Mötley Crüe’s Nikki Sixx: ‘I love being sober for many reasons’

Author Jad - 24.1.2022

Mötley Crüe bassist Nikki Sixx, who celebrated the 20th anniversary of his sobriety last July, spoke about his journey in a new interview with Fox News.

I love being sober for many reasons. Somebody told me recently, ‘Man, you look pretty good with everything you’ve been through.’ [Laughs] It was a journey. I was six years sober. I didn’t quite get it. I mean, I got it, but I slipped and went out one day and then I was four years sober. And then I slipped. I didn’t want to go back and forth. I checked myself into rehab 20 years ago because I wanted to get it. And then I wanted to pass that message on. I want them to see what recovery can look like.

Nikki SIxx

Sixx struggled with substance abuse for years, and was even declared clinically dead after a heroin overdose in 1987, which made his heart stop for two minutes. The 63-year-old has since become actively involved in a recovery program, which he credited for helping him transform his life and relationships.

By letting go of self and ego, working a program that connects you to a higher power and giving back to those still struggling are just some of the important things you learn through sobriety, you get to repair the damage done from drink, drugs and horrific behaviors that broke people’s hearts who loved you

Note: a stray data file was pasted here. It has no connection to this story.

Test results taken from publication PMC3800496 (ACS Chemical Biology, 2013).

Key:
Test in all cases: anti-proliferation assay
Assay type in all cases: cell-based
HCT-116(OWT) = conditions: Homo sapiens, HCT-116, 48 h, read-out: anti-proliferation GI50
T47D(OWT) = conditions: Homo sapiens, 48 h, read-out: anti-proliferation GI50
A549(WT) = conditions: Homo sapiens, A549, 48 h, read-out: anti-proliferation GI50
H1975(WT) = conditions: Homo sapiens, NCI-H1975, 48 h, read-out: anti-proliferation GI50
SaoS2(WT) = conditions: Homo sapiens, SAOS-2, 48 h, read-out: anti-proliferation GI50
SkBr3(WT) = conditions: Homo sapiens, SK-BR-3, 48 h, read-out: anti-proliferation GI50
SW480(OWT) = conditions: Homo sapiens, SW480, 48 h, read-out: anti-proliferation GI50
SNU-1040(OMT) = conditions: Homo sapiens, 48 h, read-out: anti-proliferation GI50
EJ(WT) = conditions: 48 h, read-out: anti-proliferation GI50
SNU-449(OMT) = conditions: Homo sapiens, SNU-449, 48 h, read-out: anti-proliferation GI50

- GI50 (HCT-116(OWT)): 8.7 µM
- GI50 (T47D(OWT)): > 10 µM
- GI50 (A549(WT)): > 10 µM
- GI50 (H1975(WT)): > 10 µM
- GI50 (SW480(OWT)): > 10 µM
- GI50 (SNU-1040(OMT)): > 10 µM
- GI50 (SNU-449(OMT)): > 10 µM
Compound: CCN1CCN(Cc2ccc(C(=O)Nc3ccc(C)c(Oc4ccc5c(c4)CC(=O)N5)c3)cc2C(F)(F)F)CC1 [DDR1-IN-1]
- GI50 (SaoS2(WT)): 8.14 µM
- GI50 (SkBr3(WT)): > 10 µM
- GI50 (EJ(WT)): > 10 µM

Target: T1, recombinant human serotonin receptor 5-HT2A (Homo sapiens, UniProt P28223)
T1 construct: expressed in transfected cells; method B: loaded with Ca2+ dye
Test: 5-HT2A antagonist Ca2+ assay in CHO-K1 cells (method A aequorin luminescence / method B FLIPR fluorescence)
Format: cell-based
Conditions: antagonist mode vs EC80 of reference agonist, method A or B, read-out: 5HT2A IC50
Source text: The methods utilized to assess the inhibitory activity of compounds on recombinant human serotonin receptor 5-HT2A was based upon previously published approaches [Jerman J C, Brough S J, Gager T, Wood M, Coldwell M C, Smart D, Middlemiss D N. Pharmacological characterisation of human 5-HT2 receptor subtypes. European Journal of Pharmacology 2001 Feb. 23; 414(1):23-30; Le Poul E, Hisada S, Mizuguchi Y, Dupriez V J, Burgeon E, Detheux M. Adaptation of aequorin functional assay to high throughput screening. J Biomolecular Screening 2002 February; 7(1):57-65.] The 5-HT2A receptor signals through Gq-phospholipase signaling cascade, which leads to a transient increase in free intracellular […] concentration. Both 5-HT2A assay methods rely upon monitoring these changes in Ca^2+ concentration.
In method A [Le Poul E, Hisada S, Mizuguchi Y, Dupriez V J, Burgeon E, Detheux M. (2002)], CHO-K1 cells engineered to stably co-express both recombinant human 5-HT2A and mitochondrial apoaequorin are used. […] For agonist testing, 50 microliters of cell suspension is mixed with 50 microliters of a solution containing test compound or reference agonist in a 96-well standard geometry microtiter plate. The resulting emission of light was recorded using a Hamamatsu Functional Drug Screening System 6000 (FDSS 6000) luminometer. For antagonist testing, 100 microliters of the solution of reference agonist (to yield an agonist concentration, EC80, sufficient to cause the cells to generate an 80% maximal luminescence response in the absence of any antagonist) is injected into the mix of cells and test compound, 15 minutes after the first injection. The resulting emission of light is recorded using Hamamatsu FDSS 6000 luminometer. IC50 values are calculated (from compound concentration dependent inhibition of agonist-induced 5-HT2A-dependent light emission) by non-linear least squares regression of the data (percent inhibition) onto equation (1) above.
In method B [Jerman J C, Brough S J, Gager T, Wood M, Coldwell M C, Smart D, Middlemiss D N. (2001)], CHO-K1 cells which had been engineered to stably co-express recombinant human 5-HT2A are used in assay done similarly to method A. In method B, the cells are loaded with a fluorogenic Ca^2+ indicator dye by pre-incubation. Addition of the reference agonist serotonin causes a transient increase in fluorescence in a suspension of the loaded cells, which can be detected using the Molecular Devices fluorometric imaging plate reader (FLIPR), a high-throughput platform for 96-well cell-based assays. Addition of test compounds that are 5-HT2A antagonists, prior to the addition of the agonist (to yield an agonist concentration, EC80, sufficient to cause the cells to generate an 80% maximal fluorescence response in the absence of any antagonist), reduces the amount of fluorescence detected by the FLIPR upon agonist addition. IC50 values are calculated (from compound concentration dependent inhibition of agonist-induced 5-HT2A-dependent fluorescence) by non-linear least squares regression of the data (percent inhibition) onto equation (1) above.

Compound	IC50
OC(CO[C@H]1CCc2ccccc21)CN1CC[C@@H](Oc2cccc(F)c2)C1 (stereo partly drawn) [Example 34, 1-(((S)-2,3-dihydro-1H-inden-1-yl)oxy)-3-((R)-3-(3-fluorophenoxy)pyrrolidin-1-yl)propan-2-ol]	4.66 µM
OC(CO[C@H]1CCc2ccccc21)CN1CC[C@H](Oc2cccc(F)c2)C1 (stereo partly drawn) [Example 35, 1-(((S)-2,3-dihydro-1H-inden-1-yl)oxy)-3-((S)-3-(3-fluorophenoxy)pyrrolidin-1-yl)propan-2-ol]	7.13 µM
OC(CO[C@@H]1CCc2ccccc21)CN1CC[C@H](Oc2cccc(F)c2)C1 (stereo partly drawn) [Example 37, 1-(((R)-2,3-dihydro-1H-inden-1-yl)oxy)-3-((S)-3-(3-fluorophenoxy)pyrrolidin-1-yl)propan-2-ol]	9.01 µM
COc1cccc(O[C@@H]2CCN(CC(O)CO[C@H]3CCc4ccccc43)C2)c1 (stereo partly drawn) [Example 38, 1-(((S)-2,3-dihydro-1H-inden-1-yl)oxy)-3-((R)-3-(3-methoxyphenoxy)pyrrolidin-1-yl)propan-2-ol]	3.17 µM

For me, taking away the substance just gave [me] an honest view of who I had become and then the healing started. I do believe without any program to help, many are just dry drunks and there is always a danger of them going out again. I’ve been there. It’s not pretty. This is no joking matter to me, so I take it seriously

Nikki Sixx

Asked by The Guardian about a diary entry in The Heroin Diaries (Nikki Sixx’s book) where he described himself as an “alcoholic heroin and coke addict getting into pills” and how he spent Christmas Day 1986 naked under the Christmas tree, clutching a shotgun, Nikki said:

Well, if you shoot enough cocaine, you go into a kind of psychosis, and I believed people were coming to get me. Scary place, let me tell you. It reads like some kind of a dark horror story or bedtime thriller. But in real life, the trauma that psychosis puts your body through is on a cellular level. You believe that you’re going to have an experience even though it’s not really happening. I can remember those, because you come out of them, and it’s scary. But you can only imagine what it would be like to be insane and not come out of it, or a version of that, like dementia.

Nikki Sixx